Please help me. I'm sure your readers are going to skewer me and rightfully so ... but please understand this is something that has been torturing me for 15 years now and if I'm an idiot, I've been an idiot for a long time and it's pretty ingrained. Be gentle. I'm writing to you because I want help to STOP this, not because I want permission. Or hell, maybe I want permission. I don't know. You tell me. Or just smack me. Knock some sense into me. Go ahead.

Sinning Hard in My Heart

Dear Sinning Hard,

What you need is somebody to talk to about the state of your soul.

The erotic is what's calling. It's in the form of this man but it's not just in the form of this man.

Sometimes I think it's angels and archetypes. I like to be scientific but when a figure appears in your window night after night for 15 years then it's time to invite it in for a talk. Sometimes it helps to split yourself up into these characters and ask what they want. This one wants a thrill. This one wants to feel a fingernail on the downy hair near her spine and brush against something that makes fireworks explode behind her eyeballs. This one wears a white gown diaphanous in the moonlight. This one wears flannel, crispy with hot dust from oil platforms and beer joints. This one wants to unbuckle her jeans in the dining room before the lunch crowd arrives.

We are collections. All of our avatars have to speak or we get stale and bent over, hesitant and gray.

You're living with a beautiful impulse. What is powerful is beautiful but it scares us. This is holy, this attraction. Attraction is always holy. It takes us out of the shopworn. It lets us forget for a minute. It lifts us up. You'd like to be lifted up, wouldn't you, lifted onto a table where all the desired courses could be served with deliberate slowness.

I recommend that you find a room somewhere and someone who sits in that room and waits for you. The room may have a noise generator, one of those hissing machines, that drowns out the outside and muffles the inside so that what is said inside that room does not travel. The person who waits for you in that room should be someone you can come to trust with your secrets. It should be someone who knows how many voices reside inside us, how many people live in this house we call our home, our body; it should be somebody who has read and studied and has ideas of her own. You need to unburden yourself before you try to seek answers. It's often the unburdening that is the answer. You can't tell by thinking. You have to sit in a room and tell stories. The stories lead you to a fuller picture. That's what you need: a fuller picture.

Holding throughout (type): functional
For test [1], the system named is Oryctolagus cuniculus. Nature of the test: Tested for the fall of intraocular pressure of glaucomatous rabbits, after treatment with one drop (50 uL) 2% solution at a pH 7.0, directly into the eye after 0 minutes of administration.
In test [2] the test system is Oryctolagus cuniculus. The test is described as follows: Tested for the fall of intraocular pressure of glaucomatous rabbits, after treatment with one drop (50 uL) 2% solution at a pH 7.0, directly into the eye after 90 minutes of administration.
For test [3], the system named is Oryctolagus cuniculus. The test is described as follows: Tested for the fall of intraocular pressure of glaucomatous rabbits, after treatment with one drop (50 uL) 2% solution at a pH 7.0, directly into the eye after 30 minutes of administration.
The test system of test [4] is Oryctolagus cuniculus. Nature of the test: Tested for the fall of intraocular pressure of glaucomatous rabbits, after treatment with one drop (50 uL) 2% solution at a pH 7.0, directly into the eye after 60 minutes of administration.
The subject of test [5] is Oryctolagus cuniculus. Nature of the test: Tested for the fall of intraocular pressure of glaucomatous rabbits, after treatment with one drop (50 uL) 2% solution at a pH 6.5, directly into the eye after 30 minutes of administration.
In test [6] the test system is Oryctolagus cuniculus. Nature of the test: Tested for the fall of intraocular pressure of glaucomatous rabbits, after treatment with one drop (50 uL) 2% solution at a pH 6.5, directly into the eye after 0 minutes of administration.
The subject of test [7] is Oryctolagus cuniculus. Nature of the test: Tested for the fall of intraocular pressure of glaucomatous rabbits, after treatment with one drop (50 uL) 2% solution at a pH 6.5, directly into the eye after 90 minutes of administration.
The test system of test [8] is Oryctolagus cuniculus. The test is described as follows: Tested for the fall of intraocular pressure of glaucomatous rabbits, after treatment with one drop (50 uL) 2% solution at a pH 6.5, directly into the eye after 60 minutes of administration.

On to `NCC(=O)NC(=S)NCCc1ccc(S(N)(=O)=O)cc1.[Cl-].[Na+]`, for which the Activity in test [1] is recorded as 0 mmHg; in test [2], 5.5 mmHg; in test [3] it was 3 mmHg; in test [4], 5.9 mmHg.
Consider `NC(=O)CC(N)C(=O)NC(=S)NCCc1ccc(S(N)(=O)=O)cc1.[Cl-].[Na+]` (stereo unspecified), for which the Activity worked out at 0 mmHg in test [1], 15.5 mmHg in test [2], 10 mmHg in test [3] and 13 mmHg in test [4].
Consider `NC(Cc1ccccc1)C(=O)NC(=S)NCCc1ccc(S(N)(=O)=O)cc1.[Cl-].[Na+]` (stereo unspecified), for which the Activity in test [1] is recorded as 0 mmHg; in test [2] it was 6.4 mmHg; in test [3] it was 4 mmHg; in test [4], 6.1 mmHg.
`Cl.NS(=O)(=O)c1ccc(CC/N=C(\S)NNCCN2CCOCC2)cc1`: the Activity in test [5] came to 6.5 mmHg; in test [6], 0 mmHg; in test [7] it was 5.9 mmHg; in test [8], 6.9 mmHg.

You need the picture of you that begins with the innocent. Right now you're stuck in the moral. Before the moral realm of dampening instincts and weighing consequences there was the drive to suck and squeeze and eat. It gets twisted. But it's there. You need to re-welcome the elemental. That's what this man fetish is about, I'll wager. But just me telling you that won't do. It's a program of action, as they say. Find a sympathetic guide and a room to tell your tales. Don't treat the person like a guru. Don't ask her to solve your problem. Just trust her and talk and get all these characters on the table.

We are collections. Things shift about in transit. Maybe you'll find that the wrong one is in charge. For a while it may be the scholar who is in charge. That works for school. Then you date and the seductress is in charge. Then school and dating are over and you marry and the wife is in charge. Then kids come and the mother is in charge. But none of the archetypes goes on permanent vacation; they're at the beach or staying in town, waiting their turn. You're all of these people.

You are many vibrant people but they can bring their chaos with them so the need for convenience shuts them out. The town and its orderly parade shuts them out; the need for millage and codicils shuts them out; test scores shut them out.

The kids are fragile so you seek lower crime rates and safer streets but the ones in you that are tough and leathery and seek danger because danger wakes them up are still on the sidelines waiting. They don't go away. Danger feels alive, yet you must protect your kids.

We are collections. We have to talk.

Anything can be felt. Anything can be talked about. You can go into a room and talk to somebody who will not tell anyone about this. You can explore it in detail, without shaving off the nuances.

It doesn't have to be right or wrong. It doesn't have to be about morality. It's something noisy that you're swirling in the middle of.

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By Cary Tennis